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Characterization of biological systems

BIological systems consist of a wide range of atoms and molecules assembled into complicated micro and macro structures. The elements, molecules, and structures vary between different parts of the body and between different species. Biological systems can also change considerably with disease or external treatments, such as medication. We apply a range of imaging and spectroscopy techniques to characterize a wide variety of biological systems. We are also developing novel methodologies to advance the characterization of biological systems.

 

 

fMRI image

Small animal functional magnetic resonance imaging

Functional magnetic resonance imaging (fMRI) is arguably the leading neuroimaging technique. fMRI permits noninvasive and in vivo neuroimaging with millimeter spatial resolution and whole brain field of view. To date, fMRI has primarily been applied in humans with considerable success. Animal models such as the rat have also made important contributions to neuroscience. Performing fMRI in animals provides an important link between human and animal neuroscience research. We have applied and developed fMRI technologies to study auditory and visual processing in the rat. This has enabled mapping of velocity encoding in the superior colliculus and tonotopic organization in the inferior colliculus. The newly developed swept source fMRI technology enables mapping tonotopic organization with superior frequency resolution and reduced image distortion compared to conventional fMRI approaches.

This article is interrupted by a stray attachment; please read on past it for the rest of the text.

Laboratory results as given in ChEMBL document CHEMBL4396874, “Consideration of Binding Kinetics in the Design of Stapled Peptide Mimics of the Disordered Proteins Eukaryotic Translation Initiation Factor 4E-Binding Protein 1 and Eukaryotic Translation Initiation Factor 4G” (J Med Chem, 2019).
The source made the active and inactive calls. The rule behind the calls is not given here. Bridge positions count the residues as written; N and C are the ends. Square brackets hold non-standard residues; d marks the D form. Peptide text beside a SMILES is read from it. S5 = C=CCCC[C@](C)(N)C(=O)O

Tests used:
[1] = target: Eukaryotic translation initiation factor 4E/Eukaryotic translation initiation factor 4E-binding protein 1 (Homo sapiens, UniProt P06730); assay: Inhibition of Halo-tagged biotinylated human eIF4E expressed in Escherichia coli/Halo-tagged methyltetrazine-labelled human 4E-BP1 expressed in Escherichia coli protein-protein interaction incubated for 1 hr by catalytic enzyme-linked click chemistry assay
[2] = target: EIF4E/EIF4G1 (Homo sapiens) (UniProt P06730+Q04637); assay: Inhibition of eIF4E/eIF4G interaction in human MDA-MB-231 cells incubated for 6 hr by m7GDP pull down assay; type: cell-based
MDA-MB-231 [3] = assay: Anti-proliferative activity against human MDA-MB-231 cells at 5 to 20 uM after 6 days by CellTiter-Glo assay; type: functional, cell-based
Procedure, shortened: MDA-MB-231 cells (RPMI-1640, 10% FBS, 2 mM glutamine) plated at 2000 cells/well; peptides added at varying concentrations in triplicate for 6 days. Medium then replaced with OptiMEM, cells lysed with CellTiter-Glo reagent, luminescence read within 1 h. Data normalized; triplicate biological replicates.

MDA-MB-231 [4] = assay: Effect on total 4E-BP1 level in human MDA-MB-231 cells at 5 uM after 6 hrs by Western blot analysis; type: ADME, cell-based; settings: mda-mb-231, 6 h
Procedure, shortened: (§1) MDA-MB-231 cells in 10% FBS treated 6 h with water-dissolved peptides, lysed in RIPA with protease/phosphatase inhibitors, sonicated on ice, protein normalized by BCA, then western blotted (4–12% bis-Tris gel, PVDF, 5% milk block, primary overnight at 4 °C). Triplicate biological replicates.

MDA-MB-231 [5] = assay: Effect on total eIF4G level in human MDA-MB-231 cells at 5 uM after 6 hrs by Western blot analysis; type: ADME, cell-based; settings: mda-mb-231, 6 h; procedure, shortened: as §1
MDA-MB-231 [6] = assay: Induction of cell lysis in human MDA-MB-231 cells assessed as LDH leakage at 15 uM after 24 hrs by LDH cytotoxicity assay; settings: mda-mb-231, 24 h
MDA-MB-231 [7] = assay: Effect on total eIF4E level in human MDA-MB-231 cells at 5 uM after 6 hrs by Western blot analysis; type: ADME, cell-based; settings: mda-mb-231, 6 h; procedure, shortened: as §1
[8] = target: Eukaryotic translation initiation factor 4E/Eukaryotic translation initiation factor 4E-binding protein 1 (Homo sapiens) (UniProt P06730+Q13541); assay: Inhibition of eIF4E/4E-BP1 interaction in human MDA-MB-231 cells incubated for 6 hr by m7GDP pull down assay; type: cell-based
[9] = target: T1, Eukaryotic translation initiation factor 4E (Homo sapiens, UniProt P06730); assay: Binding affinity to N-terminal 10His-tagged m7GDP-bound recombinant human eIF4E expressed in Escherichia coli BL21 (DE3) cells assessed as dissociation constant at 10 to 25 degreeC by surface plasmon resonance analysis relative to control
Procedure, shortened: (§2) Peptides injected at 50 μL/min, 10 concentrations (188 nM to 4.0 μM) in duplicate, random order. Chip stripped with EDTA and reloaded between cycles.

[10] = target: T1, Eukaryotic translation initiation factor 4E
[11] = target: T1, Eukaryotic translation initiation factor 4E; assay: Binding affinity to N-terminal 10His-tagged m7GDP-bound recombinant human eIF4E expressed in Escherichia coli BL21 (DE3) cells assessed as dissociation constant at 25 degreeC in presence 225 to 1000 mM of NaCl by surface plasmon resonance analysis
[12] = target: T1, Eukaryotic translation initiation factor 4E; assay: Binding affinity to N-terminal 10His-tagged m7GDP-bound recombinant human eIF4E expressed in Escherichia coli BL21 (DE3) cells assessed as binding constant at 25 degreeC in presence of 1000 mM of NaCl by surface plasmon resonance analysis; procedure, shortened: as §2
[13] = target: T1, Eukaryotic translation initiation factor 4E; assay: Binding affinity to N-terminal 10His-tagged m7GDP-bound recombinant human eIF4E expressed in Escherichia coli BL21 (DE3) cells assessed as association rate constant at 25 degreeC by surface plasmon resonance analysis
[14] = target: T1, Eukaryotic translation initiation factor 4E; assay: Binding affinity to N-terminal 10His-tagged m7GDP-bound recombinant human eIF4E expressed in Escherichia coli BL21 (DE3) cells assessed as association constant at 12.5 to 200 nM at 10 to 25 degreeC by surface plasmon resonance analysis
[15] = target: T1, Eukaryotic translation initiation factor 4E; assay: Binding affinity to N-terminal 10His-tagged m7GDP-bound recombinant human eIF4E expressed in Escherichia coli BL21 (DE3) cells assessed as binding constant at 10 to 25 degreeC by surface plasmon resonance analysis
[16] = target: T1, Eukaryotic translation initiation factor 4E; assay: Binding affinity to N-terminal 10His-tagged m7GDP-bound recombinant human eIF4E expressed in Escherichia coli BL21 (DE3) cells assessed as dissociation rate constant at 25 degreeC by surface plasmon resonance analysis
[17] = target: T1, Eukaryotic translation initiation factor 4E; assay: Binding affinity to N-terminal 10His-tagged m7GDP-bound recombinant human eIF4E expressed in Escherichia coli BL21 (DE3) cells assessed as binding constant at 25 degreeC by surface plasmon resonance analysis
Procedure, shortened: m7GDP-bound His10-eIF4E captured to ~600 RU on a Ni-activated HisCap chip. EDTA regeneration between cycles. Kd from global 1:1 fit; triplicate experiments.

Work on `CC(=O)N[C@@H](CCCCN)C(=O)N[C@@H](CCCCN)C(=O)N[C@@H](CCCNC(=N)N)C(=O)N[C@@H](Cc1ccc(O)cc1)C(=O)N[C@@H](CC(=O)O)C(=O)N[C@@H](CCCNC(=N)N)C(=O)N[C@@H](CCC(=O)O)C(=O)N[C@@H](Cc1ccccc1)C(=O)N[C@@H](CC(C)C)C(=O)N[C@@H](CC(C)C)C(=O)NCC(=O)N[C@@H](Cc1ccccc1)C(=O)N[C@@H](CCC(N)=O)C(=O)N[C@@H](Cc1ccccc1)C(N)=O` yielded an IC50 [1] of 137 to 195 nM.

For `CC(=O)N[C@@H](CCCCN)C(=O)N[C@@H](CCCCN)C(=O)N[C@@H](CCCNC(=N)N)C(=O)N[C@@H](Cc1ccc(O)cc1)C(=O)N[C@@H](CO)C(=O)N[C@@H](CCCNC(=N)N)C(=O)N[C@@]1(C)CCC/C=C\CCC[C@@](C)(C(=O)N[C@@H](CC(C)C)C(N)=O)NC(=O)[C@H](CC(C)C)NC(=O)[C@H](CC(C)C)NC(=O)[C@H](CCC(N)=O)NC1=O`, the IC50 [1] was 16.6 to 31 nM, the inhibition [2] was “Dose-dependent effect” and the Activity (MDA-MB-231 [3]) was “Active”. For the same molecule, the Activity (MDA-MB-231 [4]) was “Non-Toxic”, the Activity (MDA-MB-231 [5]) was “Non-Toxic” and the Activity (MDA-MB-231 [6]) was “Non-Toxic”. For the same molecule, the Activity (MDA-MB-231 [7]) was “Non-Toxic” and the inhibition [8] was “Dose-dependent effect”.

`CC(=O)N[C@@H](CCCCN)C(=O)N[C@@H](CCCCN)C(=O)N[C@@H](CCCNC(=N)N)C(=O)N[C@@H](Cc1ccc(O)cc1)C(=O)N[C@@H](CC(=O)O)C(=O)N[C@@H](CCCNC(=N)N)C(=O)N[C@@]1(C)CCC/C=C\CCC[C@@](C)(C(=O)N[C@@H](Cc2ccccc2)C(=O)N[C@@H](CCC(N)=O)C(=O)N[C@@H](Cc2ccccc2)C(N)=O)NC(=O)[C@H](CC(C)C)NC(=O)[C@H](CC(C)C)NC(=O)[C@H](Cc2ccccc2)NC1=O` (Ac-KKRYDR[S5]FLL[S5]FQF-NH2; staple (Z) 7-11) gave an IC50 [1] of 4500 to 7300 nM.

Funding

- City University of Hong Kong

- Hong Kong General Research Fund

- Hong Kong Health and Medical Research Fund